King Charles I once stayed there. Pitt the Elder convened Cabinet meetings within its walls. And Queen Victoria's daughter planted a tree in the grounds. Like the clouds of midges that swarm around the Hereford United players as they train on the front lawn, history hangs heavy over Holme Lacy.
Graham Turner, Hereford's chairman, manager and majority shareholder, knows the feeling. As he holds court in one of the lounges in the stately home turned scenic hotel, having overseen preparations for tomorrow's Nationwide Conference play-off final against Halifax Town at Leicester, he reflects on the events nine years ago this month that rewrote his own and the club's history.
Hereford, where he had become manager of an ailing Fourth Division club in 1995 after bringing Wolverhampton Wanderers back from oblivion, hosted Brighton in a last-day showdown to decide which of the two would surrender League status. The Sussex side survived, and the image of a distraught Turner, staring grimly down at the ground, was plastered across the sports pages.
"I'm over it, but people are forever bringing it up with me," says the 58-year-old Turner with a smile. "We had a meeting at the Walkers Stadium about the final recently and the Nationwide representative was a Brighton supporter who'd been at the game. Talking about it brought back memories of a terrible day. It seemed like the end of the world.
"But the Conference can be a stepping stone. Look how Carlisle, Yeovil and Doncaster have kept climbing since being promoted. Supporters will come and watch a winning set-up, whatever the division. Carlisle's gates are miles better than before they were relegated from the League."
According to Turner, whose CV also includes a spell in charge of Aston Villa, after going into management while still a player at Shrewsbury 29 years ago, "The Bulls" were drifting ominously long before the fateful afternoon when they slipped off the League radar. "We were always down near the bottom. Relegation waiting to happen."
When it did, he felt his first responsibility - the honourable course - was to resign. He offered to go after the match, but the then chairman, Peter Hill, persuaded him to stay. When Hill wanted out, two years later, no one came forward to buy the shares. Turner and Joan Fennessy, who is now company secretary, dug deep to save the club.
Have there been times - for example, as Hereford fell at the play-off semi-final hurdle in each of the past two seasons - when he wondered whether it had been worth the trouble? "Every other week! Seriously, there was real despair four years back. We had no money. We'd sign cheques for the players' wages [they have remained full-time], not knowing where the funds were coming from.
"But since then, we've stabilised the club and worked our way out of a company voluntary arrangement which meant we weren't allowed to sign players. We've got cash in the bank now, too. In the past two financial years, we've made a profit of nearly £300,000 each time.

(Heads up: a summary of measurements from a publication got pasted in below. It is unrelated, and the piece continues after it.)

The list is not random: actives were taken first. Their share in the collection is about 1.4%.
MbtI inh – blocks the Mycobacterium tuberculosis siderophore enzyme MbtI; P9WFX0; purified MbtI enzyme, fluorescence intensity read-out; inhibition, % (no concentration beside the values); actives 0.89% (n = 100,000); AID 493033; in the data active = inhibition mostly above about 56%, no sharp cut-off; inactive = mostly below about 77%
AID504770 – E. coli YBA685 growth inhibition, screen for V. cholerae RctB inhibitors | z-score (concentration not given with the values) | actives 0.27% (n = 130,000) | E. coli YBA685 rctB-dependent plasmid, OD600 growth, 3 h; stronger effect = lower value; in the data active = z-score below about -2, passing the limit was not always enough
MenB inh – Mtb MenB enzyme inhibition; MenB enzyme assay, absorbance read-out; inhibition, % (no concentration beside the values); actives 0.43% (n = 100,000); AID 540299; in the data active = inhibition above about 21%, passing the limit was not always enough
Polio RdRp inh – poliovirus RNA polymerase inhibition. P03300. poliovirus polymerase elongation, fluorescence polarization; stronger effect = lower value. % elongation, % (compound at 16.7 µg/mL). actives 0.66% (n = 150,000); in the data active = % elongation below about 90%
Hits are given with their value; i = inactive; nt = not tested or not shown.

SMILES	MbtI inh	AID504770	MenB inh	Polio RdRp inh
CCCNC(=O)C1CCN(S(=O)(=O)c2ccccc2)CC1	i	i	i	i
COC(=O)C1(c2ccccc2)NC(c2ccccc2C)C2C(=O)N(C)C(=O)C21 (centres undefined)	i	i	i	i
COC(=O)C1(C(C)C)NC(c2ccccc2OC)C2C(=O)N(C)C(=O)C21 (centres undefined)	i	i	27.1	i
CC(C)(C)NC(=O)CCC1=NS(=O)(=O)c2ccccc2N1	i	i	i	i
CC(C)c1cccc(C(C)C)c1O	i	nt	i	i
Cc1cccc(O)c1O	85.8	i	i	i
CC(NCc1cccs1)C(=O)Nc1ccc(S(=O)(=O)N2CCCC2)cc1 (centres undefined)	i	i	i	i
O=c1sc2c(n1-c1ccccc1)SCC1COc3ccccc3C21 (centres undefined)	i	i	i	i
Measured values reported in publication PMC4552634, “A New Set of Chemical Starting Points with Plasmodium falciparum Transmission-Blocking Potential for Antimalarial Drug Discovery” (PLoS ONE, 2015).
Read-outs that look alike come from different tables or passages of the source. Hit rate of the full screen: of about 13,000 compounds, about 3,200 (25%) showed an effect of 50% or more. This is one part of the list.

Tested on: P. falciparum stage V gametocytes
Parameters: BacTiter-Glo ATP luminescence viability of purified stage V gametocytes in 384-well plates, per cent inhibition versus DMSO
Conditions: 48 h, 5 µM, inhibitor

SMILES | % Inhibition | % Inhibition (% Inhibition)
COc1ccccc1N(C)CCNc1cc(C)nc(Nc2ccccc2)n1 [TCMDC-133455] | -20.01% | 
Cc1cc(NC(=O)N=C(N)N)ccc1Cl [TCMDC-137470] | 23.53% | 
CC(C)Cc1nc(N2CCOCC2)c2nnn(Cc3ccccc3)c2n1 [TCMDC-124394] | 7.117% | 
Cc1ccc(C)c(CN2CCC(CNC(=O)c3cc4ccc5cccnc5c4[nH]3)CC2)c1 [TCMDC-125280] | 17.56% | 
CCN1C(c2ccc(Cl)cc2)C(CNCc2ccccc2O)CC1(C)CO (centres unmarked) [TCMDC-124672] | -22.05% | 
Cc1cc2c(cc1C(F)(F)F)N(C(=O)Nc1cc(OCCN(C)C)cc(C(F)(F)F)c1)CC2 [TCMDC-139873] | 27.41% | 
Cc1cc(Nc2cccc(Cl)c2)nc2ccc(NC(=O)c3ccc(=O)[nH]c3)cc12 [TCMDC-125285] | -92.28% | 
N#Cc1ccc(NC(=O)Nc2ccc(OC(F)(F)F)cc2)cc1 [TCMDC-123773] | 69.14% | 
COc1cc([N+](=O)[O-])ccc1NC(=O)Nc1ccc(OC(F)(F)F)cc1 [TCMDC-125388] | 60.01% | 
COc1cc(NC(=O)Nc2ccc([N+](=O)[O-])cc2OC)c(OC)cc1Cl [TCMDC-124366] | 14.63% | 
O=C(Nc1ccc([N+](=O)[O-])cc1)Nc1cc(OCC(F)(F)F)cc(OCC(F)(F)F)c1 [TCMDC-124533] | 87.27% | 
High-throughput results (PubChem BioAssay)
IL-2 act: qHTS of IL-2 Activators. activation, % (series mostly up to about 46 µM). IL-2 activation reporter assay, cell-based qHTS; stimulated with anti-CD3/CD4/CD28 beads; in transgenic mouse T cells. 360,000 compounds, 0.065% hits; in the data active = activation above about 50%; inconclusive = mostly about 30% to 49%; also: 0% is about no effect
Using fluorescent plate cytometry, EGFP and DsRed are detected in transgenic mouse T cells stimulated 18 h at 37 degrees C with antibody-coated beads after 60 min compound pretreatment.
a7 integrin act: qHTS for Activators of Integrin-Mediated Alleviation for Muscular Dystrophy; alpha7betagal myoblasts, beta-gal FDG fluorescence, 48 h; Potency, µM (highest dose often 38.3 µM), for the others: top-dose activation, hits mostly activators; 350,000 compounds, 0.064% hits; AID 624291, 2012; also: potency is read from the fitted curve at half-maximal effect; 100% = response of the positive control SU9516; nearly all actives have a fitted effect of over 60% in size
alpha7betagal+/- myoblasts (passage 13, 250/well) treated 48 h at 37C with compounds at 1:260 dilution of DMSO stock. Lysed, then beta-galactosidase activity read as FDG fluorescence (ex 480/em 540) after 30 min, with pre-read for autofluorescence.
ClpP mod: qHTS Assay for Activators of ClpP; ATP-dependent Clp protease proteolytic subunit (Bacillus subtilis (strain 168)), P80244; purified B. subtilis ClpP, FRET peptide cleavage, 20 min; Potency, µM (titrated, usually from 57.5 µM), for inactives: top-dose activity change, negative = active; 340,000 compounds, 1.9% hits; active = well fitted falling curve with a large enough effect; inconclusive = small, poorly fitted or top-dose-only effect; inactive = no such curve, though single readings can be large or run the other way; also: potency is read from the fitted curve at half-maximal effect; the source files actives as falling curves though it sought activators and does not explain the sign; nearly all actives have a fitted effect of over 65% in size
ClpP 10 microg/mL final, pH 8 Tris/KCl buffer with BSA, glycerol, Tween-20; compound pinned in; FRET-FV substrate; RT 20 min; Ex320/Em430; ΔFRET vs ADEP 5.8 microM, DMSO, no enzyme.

"It has been a relief not to have the anxiety of a delicate financial situation. It means I've been able to concentrate on the football, which has been a pleasure, especially the way we came from seventh place on Boxing Day to finish runners-up for the third season running."
When the club were demoted, fans staggered around the pitch, numbed and sobbing. Last week, after they beat Morecambe in extra time to set up the showdown with Halifax, the invasion was of the joyful kind with which Hereford have been synonymous since the 1972 FA Cup win over Newcastle as a Southern League team.
"The atmosphere was fantastic, even with only 6,500 people there," says Turner. "The buzz about the city has been unbelievable. It looks like we may have 11,000 following us. We've been taking calls from exiled Hereford fans all over the country asking how they can get tickets."
To avoid the clamour, at least for a day, the squad sampled what Turner terms "the beautiful surroundings" at Holme Lacy. As the eight-a-side kicked into a final five minutes of one-touch football, his directive could have been a rehearsal for his pep talk at Leicester. "If you haven't got quick feet and a quick brain," he calls, "go and sit on the wall.
"We've done 10 months on the practice pitch at Edgar Street. Coming to an environment like this lifts the pressure. We were offered a look at the Walkers Stadium - dressing-rooms, pitch - but I thought it might build up the tension too early in the week for what is a youngish side."
Hereford's captain, Malawi-born defender Tamika Mkandawire, is 22, a West Bromwich Albion reject for whom Turner predicts a bright future. The top scorer, local boy Andy Williams, is 19. Star quality comes from Cameroonian striker Guy Ipoua, whose clubs range from Torino and Atletico Madrid to Livingston and Gillingham. "Guy was injured for most of the season," he says, "but when we needed something special against Morecambe, he went on and scored a terrific winner."
Halifax will be formidable opponents. "They get the ball down and play, and they've got experienced guys like Peter Atherton, who was at Sheffield Wednesday, plus a young manager, Chris Wilder, who has done superbly," says Turner. "But we're ready for a battle."
Ready, too, for League Two. "We've got a good base of support and we would have six derbies if we went up: Wrexham, Chester, Shrewsbury, Walsall, Bristol Rovers and Swindon. The League holds no fears for Hereford United. But we have to get there first."
Fittingly, amid the grandeur of their rural retreat, the past converges with the present and future in Turner's thoughts. "This is the moment we've waited for since 1997. I was asked at a supporters' meeting on Monday how this final ranked in my career. Because I'm chairman as well, it's the single most important match I've ever been involved in."